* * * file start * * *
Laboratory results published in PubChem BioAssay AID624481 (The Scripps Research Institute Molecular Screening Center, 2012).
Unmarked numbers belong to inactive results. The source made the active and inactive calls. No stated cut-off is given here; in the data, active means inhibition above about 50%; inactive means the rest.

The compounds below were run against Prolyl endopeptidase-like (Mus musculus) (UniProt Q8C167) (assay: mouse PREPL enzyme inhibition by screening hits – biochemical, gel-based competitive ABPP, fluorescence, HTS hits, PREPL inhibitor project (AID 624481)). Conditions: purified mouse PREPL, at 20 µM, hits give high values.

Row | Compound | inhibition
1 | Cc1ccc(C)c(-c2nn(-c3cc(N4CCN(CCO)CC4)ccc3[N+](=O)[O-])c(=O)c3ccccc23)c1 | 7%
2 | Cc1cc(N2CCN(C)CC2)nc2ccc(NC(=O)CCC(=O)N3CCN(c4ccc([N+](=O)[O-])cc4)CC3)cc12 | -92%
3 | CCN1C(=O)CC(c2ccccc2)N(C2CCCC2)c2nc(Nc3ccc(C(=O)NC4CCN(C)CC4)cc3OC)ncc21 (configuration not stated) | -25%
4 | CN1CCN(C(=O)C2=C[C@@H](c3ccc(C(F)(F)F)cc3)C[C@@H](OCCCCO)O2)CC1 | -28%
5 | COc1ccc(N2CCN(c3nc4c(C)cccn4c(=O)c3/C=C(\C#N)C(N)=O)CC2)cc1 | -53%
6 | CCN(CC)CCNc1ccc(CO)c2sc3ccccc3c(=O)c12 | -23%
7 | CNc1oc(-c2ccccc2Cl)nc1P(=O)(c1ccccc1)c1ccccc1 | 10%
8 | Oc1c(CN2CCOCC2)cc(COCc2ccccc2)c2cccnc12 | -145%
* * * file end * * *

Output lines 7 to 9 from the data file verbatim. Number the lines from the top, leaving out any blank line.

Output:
3 | CCN1C(=O)CC(c2ccccc2)N(C2CCCC2)c2nc(Nc3ccc(C(=O)NC4CCN(C)CC4)cc3OC)ncc21 (configuration not stated) | -25%
4 | CN1CCN(C(=O)C2=C[C@@H](c3ccc(C(F)(F)F)cc3)C[C@@H](OCCCCO)O2)CC1 | -28%
5 | COc1ccc(N2CCN(c3nc4c(C)cccn4c(=O)c3/C=C(\C#N)C(N)=O)CC2)cc1 | -53%